It said South Korea has boosted its surveillance posture and maintains a readiness in close coordination with the United States. Japan's Defense Ministry said both missiles landed in the waters between the Korean Peninsula and Japan. It said Japan condemned the launches as a threat to the peace and safety of Japan and the international society. The Japanese Defense Ministry said the first missile reached the maximum altitude of 100 kilometers (62 miles) and flew as far as 400 kilometers (250 miles). It said the second missile reached about 50 kilometers (30 miles) in altitude and flew a distance of 350 kilometers (217 miles).

North Korea's state media said its long-range artillery units on its western coast fired two rounds cross-country toward the eastern waters on Monday morning, possibly referring to the same activity its neighbors said were missile launches. The official Korean Central News Agency said the North Korean artillery rounds simulated strikes on targets up to 395 kilometers (245 miles) away.  The North said the launches involved its new 600 millimeter multiple rocket launcher system that could be armed with “tactical” nuclear weapons intended for battlefield use. Some experts viewed the weapons system as a short-range ballistic missile.

“The frequency of using the Pacific as our firing range depends upon the US forces' action character,” Kim Yo Jong, the powerful sister of North Korean leader Kim Jong Un, said in a statement carried by state media. “We are well aware of the movement of US forces' strategic strike means recently getting brisk around the Korean Peninsula.” Calling the United States “the worst maniacs,” she threatened to take unspecified “corresponding counteraction” in response to the future moves by the US military.

She could be referring to the US flyover of B-1B long-range, supersonic bombers on Sunday for separate training with South Korea and Japan. The B-1B deployment came as response to North Korea's launch of the Hwasong-15 ICBM off its east coast on Saturday in the country's first missile test since Jan. 1.

North Korea is extremely sensitive to the deployment of B-1B bombers, which can carry a huge payload of conventional weapons.  North Korea's state media said Sunday the ICBM test was meant to further bolster its “fatal” nuclear attack capacity and verify the weapon's reliability and the combat readiness of the country's nuclear force. In her earlier statement Sunday, Kim Yo Jong threatened to take additional powerful steps over upcoming military drills between the United States and South Korea.

North Korea has steadfastly slammed regular South Korea-US military drills as a practice for a northward invasion though the allies say their exercises are defensive in nature. Some observers say North Korea often uses its rivals' drills as a pretext to hone and perfect its weapons systems. The South Korean and U.S. militaries plan to hold a table-top exercise this week to hone a joint response to a potential use of nuclear weapons by North Korea. The allies are also to conduct another joint computer simulated exercise and field training in March.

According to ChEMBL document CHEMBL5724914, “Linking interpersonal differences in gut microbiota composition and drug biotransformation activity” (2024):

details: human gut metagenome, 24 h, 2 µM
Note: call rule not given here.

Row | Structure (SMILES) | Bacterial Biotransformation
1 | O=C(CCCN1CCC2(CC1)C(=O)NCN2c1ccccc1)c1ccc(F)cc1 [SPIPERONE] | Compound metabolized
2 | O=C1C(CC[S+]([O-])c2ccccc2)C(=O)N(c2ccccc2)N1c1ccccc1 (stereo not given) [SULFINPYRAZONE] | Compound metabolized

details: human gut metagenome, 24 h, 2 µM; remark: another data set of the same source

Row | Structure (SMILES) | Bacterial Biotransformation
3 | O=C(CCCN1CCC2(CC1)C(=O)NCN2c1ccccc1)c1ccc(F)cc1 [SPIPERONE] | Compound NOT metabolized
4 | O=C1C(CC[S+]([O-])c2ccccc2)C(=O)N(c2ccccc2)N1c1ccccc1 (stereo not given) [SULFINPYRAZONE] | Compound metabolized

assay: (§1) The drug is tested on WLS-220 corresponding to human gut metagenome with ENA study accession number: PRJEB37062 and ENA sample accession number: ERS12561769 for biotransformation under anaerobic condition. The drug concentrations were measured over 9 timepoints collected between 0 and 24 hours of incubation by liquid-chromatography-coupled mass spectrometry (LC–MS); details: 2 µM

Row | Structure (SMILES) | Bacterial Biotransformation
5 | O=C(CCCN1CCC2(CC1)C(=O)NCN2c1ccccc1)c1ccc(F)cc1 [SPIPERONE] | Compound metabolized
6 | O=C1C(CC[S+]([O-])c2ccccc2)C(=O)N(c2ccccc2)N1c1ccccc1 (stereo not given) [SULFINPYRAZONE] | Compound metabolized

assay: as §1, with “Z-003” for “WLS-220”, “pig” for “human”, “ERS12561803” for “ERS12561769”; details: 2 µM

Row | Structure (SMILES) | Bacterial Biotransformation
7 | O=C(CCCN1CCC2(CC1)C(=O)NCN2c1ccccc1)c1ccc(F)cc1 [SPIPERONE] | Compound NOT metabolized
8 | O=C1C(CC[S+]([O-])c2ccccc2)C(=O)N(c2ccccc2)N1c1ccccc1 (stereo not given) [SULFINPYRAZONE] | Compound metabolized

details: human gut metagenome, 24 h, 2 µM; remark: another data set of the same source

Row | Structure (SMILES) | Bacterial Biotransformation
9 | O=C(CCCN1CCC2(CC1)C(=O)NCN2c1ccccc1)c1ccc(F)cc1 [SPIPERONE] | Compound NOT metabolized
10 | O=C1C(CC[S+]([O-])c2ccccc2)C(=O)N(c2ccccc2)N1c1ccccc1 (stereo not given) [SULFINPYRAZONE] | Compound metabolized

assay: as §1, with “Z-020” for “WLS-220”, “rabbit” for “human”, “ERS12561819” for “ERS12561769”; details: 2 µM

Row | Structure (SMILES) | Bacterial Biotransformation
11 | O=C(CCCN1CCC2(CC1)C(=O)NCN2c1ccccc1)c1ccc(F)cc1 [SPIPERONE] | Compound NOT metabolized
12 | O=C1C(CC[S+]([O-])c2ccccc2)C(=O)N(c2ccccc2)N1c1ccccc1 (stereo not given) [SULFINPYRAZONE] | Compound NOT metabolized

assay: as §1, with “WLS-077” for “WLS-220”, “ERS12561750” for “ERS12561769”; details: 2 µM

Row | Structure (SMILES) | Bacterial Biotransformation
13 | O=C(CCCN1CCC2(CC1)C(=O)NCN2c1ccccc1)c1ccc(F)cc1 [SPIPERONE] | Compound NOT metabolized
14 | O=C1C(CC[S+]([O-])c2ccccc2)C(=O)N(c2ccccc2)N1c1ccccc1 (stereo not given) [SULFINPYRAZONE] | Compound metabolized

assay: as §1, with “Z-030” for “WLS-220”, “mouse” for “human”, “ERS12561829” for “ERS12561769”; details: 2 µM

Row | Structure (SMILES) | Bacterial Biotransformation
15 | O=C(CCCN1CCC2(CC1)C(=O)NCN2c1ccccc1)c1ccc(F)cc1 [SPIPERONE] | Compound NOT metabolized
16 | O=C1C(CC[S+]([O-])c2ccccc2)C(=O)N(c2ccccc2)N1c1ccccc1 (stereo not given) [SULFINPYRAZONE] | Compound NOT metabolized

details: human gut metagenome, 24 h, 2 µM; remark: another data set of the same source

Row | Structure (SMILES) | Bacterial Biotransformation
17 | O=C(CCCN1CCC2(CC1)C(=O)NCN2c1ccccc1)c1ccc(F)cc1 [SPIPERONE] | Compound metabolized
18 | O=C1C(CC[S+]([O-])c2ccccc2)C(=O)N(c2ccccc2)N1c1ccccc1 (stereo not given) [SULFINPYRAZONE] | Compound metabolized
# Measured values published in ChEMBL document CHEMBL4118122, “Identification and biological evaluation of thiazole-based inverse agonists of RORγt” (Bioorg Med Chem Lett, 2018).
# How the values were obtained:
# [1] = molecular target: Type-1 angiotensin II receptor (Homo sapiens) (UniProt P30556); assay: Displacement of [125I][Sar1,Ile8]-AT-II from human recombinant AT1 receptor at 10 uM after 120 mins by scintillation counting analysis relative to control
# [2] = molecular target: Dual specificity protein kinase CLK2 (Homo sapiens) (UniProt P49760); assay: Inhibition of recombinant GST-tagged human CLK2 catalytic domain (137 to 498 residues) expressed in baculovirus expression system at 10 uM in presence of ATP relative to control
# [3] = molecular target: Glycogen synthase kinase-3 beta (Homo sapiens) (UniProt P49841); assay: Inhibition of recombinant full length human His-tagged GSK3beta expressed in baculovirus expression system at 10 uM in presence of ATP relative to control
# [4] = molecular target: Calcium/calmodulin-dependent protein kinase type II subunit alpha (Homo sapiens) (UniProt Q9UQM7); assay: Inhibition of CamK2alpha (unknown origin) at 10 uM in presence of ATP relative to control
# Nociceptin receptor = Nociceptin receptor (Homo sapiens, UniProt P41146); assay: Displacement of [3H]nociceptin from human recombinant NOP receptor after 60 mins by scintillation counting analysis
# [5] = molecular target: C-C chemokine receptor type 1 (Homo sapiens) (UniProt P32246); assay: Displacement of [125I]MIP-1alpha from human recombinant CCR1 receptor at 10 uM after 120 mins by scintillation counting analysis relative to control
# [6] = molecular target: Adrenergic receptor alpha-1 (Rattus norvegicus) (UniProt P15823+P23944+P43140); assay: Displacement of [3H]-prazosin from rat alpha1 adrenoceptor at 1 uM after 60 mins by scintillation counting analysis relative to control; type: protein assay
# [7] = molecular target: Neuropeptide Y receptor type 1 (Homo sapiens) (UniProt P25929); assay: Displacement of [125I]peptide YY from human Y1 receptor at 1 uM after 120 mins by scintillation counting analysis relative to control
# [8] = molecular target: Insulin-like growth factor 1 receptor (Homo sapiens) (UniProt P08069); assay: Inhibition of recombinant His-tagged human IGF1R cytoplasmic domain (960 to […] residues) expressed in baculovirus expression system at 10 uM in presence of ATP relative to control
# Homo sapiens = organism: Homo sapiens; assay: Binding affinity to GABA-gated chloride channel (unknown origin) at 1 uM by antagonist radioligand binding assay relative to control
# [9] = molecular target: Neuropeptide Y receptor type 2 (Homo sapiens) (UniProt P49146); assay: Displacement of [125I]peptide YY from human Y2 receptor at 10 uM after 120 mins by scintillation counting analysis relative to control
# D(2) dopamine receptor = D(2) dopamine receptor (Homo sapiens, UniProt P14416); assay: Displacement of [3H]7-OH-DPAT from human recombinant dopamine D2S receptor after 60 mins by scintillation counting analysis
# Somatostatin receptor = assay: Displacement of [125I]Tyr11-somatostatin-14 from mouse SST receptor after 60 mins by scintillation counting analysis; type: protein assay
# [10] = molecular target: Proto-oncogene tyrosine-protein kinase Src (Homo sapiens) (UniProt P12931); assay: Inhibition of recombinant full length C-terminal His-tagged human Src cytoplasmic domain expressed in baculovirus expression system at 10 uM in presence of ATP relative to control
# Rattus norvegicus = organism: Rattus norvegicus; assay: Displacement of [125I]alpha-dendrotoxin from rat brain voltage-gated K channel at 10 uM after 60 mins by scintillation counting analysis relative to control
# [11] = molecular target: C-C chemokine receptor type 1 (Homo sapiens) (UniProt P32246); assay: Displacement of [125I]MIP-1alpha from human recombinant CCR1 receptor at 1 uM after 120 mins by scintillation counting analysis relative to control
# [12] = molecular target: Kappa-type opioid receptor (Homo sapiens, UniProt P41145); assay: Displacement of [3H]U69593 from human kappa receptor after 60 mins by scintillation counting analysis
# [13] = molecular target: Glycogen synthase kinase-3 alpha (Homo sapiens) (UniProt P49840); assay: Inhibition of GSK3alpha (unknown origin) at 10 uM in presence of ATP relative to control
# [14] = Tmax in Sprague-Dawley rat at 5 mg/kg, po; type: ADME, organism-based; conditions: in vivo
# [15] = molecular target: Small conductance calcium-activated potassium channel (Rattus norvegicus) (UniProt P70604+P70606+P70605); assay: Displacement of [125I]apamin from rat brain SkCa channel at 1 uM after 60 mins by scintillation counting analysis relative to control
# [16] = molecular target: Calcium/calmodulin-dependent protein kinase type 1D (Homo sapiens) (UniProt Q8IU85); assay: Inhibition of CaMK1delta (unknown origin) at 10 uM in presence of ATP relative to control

North Korea has claimed to have missiles capable of striking both the US mainland and South Korea with nuclear weapons, but many foreign experts have said North Korea still has some key remaining technologies to master, such as shrinking the warheads small enough to be mounted on missiles and ensuring those warheads survive atmospheric reentry.

In her statement Monday, Kim Yo Jong reiterated that North Korea has reentry vehicle technology. She also hit back at South Korean experts who questioned whether North Korea's ICBMs would be functional in real-war situations.

Kim Yo Jong insisted that the nine hours of launch preparation time after her brother Kim Jong Un ordered it included the efforts sealing the launch site and evacuating people, and was not long because of shortcomings of the missile system itself. Last year, North Korea set an annual record with the launch of more than 70 missiles. North Korea has said many of those weapons tests were a warning over previous US-South Korean military drills. It also passed a law that allows it to use nuclear weapons preemptively in a broad range of scenarios.

Kim Jong Un entered 2023 with a call for an “exponential increase” of the country's nuclear warheads, mass production of battlefield tactical nuclear weapons targeting South Korea and the development of more advanced ICBMs targeting the US. (AP)  IJT

Sun, 19 Feb 2023 12:34:00 -0600 en text/html https://www.outlookindia.com/international/north-korea-fires-another-missile-2-days-after-testing-intercontinental-ballistic-missile-says-south-korea-news-263540
Killexams : S. Korea to launch 1st military surveillance satellite in November

SEOUL, Feb. 17 (Yonhap) -- South Korea plans to launch its first military surveillance satellite in November under a project to deploy a total of five such satellites by the mid-2020s, the state arms procurement said Friday.

In a briefing to the National Assembly's defense committee, the Defense Acquisition Program Administration (DAPA) unveiled the plan to launch an electro-optical and infrared (EO/IR) satellite under the project worth 1.2 trillion won (US$927 million).

Along with the EO/IR satellite, the country seeks to secure four synthetic aperture radar (SAR) ones under the project key to Seoul's efforts to bolster surveillance capabilities and reduce reliance on foreign intelligence sources.

Once those satellites go into service, they are expected to enhance the South's overall capabilities to monitor and track North Korea's military movements.

The South has been striving to build space-based defense capabilities as the North unveiled a plan to launch a military surveillance satellite "at the earliest possible date" during a key ruling party meeting late last year.